The American Journal of Epidemiology published a study linking PMS symptoms to low iron intake, while noting that too much potassium could contribute to symptoms. 10-year study of more than 3,000 women has found that dietary iron may reduce the risk for premenstrual syndrome (PMS). Researchers found that women in the highest 20 percent for iron intake were about 40 percent less likely to suffer PMS. These findings suggest that dietary minerals may be useful in preventing PMS.
PMS is also linked to low serotonin levels. Serotonin is the “happy neurotransmitter” responsible for regulating mood and sleep. Many amino acids come from protein rich foods, that are also high in iron, which boost energy and mental alertness. After protein breaks down into amino acids during digestion, the acids travel from the bloodstream to the brain, where they increase levels of certain neurotransmitters. It isn’t only protein that increases serotonin. Carbohydrates increase insulin which helps with amino acid competition and gives serotonin a chance (because it is more difficult to make than the excitatory neurotransmitters. Tryptophan, the amino acid responsible for creating serotonin, produces calming effects when ingested. Iron and protein filled foods are shown to ward off moodiness and physiological symptoms associated with PMS.
How do you get more Iron in your diet? From the foods below. Women, between 18-50 years of age, are said to need 18 milligrams daily Another helpful hint, combining Vitamin C rich foods with iron helps the absorption rate.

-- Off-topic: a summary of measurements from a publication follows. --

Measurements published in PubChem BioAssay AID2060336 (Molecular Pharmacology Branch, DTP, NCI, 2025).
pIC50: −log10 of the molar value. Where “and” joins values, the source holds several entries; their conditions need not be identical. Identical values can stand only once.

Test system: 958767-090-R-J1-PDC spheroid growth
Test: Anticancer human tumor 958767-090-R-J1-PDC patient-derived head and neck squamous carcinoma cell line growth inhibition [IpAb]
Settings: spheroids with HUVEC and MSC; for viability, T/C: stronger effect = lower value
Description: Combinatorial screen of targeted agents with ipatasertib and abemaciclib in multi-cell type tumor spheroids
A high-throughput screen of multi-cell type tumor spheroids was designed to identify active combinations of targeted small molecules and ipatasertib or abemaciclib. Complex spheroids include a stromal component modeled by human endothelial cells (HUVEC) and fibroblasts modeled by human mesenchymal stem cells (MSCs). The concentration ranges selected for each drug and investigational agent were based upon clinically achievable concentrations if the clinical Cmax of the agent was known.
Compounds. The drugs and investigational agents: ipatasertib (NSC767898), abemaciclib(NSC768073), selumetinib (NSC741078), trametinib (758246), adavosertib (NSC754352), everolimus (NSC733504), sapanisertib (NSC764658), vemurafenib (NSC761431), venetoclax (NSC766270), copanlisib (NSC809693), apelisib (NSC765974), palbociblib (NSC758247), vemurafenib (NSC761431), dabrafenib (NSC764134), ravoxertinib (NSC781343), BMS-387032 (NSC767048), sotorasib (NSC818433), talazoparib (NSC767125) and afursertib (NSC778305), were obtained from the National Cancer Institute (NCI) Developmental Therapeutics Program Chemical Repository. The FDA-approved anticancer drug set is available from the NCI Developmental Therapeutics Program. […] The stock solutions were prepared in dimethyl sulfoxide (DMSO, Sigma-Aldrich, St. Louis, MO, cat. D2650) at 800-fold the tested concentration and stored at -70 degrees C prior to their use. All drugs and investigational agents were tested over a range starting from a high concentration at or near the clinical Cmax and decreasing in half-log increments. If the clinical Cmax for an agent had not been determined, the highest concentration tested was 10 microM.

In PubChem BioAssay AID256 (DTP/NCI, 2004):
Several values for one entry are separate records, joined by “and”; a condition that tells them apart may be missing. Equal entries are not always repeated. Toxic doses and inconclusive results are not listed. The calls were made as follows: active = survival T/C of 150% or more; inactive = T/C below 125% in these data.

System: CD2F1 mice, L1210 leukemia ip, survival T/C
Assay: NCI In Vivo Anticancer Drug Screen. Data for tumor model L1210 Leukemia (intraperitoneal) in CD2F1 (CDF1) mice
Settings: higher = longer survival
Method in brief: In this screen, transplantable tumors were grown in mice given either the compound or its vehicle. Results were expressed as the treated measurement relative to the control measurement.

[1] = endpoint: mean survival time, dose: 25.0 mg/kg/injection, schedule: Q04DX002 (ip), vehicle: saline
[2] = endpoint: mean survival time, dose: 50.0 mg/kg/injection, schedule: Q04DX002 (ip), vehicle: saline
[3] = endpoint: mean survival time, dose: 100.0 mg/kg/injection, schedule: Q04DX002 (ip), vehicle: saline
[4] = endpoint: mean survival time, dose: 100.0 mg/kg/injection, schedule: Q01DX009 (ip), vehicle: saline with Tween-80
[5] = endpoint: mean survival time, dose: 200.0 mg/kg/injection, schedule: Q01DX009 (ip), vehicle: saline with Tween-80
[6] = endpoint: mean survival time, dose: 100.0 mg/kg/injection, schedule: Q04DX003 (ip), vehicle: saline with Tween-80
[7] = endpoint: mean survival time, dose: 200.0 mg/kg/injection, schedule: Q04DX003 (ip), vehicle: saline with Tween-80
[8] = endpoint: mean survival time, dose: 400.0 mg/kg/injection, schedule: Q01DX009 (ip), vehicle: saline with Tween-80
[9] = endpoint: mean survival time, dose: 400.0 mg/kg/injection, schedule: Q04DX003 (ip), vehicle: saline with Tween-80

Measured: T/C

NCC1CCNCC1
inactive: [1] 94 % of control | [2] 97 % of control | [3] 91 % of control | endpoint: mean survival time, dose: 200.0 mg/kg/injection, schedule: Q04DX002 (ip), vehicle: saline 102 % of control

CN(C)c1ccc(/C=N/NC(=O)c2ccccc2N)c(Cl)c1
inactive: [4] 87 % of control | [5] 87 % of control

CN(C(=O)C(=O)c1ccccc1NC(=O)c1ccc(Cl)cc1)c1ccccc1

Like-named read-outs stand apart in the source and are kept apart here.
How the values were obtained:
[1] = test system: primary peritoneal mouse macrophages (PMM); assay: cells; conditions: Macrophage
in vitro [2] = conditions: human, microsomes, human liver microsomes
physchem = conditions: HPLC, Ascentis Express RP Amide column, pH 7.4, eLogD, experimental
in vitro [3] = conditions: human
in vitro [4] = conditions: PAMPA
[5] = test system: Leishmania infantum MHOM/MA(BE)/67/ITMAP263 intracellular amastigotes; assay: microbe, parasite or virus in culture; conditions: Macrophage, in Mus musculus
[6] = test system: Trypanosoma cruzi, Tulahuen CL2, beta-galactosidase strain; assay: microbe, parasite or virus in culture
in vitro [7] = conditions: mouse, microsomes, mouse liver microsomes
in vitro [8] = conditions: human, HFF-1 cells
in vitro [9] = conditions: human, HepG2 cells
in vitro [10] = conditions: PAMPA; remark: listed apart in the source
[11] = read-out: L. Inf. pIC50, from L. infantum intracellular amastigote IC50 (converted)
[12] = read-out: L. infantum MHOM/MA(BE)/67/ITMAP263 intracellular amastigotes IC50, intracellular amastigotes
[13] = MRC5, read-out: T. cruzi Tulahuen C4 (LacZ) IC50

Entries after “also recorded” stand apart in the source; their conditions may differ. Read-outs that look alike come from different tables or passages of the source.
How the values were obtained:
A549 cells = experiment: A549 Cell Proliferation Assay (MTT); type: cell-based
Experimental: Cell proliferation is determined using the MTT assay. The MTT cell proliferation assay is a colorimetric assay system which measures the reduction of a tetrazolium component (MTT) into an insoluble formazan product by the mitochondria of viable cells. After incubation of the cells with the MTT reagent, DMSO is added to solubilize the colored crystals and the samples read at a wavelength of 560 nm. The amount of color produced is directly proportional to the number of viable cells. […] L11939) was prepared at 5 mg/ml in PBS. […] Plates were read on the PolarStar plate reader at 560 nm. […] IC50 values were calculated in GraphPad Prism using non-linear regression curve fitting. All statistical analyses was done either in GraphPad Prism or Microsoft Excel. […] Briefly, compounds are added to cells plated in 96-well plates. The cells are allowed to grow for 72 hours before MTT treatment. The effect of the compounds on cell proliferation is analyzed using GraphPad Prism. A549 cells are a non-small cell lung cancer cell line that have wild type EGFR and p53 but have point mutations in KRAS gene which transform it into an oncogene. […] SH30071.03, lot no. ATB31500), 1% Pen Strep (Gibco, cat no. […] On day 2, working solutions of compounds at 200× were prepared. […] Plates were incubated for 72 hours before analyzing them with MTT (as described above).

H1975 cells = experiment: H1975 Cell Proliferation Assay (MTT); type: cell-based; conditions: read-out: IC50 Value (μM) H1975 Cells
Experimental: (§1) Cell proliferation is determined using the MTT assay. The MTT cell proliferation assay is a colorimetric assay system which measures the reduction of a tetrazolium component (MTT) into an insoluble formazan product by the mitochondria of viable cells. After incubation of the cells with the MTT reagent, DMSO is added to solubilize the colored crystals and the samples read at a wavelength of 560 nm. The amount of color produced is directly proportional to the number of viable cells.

- Red meat
- Pumpkin, sesame, or squash seeds
- Sweet potatoes
- String beans
- Egg yolks
- Dark, leafy greens (spinach, collards, kale)
- Dried fruit (prunes, raisins)
- Iron-enriched cereals and grains (check the labels)
- Mollusks (oysters, clams, scallops)
- Beans, lentils, chick peas and soybeans
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Emily Roberts MA, LPC is the clinical therapist for the Neurogistics Children’s Program. She has worked with Neurogistics for over a decade. Emily is also an award-winning author of Express Yourself: A Teen Girls Guide to Speaking Up and Becoming Who You Are, Psychotherapist, TV & Media Contributor, educational speaker and parenting consultant. Express Yourself is available at bookstores nationwide and on Amazon. To learn more about Emily click here.
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